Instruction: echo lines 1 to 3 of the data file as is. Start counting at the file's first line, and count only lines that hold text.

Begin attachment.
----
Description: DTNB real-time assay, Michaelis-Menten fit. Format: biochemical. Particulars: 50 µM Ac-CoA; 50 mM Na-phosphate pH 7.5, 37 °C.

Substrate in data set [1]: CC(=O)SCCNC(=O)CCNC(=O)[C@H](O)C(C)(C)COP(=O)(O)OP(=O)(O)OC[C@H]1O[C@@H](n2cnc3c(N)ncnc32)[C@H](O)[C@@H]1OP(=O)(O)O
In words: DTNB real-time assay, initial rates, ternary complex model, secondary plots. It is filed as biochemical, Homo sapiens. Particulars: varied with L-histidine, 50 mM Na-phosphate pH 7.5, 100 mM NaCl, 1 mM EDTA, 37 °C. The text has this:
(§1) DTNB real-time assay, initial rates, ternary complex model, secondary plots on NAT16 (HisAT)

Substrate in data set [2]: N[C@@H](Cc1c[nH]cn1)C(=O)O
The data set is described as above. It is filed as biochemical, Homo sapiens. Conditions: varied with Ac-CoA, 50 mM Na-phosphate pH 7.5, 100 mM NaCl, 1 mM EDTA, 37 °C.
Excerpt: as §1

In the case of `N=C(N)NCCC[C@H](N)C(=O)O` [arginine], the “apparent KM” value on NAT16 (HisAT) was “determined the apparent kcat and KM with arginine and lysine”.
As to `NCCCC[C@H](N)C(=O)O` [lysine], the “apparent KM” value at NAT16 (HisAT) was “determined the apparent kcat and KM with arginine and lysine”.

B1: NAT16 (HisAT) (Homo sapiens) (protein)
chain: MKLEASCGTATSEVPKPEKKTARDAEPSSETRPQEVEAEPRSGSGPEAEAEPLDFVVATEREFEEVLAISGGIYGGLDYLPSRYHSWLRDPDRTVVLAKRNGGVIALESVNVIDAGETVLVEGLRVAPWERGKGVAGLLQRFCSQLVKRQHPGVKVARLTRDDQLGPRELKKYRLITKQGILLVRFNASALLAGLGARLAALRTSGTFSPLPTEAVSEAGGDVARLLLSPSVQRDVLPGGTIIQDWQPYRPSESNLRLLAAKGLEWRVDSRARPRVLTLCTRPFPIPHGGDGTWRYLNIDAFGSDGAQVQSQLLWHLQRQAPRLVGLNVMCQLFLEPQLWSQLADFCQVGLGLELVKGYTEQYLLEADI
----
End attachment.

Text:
Description: DTNB real-time assay, Michaelis-Menten fit. Format: biochemical. Particulars: 50 µM Ac-CoA; 50 mM Na-phosphate pH 7.5, 37 °C.

Substrate in data set [1]: CC(=O)SCCNC(=O)CCNC(=O)[C@H](O)C(C)(C)COP(=O)(O)OP(=O)(O)OC[C@H]1O[C@@H](n2cnc3c(N)ncnc32)[C@H](O)[C@@H]1OP(=O)(O)O
In words: DTNB real-time assay, initial rates, ternary complex model, secondary plots. It is filed as biochemical, Homo sapiens. Particulars: varied with L-histidine, 50 mM Na-phosphate pH 7.5, 100 mM NaCl, 1 mM EDTA, 37 °C. The text has this: